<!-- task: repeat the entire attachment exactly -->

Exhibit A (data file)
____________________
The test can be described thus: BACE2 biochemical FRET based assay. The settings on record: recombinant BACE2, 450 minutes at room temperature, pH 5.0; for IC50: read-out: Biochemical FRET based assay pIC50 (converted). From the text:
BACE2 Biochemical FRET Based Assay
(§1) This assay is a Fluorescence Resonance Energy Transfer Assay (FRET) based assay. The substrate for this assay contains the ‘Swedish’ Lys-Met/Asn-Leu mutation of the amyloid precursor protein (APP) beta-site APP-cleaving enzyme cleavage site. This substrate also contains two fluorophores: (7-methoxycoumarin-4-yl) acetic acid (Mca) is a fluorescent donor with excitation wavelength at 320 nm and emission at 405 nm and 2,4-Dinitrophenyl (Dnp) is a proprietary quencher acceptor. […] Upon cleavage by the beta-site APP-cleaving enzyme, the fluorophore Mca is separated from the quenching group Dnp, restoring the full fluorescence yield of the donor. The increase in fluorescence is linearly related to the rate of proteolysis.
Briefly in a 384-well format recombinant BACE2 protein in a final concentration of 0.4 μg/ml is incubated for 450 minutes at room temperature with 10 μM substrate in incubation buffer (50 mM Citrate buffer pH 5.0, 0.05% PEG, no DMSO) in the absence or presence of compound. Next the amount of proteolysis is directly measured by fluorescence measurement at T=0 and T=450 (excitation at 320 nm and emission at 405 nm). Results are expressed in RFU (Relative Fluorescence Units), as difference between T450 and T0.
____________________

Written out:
The test can be described thus: BACE2 biochemical FRET based assay. The settings on record: recombinant BACE2, 450 minutes at room temperature, pH 5.0; for IC50: read-out: Biochemical FRET based assay pIC50 (converted). From the text:
BACE2 Biochemical FRET Based Assay
(§1) This assay is a Fluorescence Resonance Energy Transfer Assay (FRET) based assay. The substrate for this assay contains the ‘Swedish’ Lys-Met/Asn-Leu mutation of the amyloid precursor protein (APP) beta-site APP-cleaving enzyme cleavage site. This substrate also contains two fluorophores: (7-methoxycoumarin-4-yl) acetic acid (Mca) is a fluorescent donor with excitation wavelength at 320 nm and emission at 405 nm and 2,4-Dinitrophenyl (Dnp) is a proprietary quencher acceptor. […] Upon cleavage by the beta-site APP-cleaving enzyme, the fluorophore Mca is separated from the quenching group Dnp, restoring the full fluorescence yield of the donor. The increase in fluorescence is linearly related to the rate of proteolysis.
Briefly in a 384-well format recombinant BACE2 protein in a final concentration of 0.4 μg/ml is incubated for 450 minutes at room temperature with 10 μM substrate in incubation buffer (50 mM Citrate buffer pH 5.0, 0.05% PEG, no DMSO) in the absence or presence of compound. Next the amount of proteolysis is directly measured by fluorescence measurement at T=0 and T=450 (excitation at 320 nm and emission at 405 nm). Results are expressed in RFU (Relative Fluorescence Units), as difference between T450 and T0.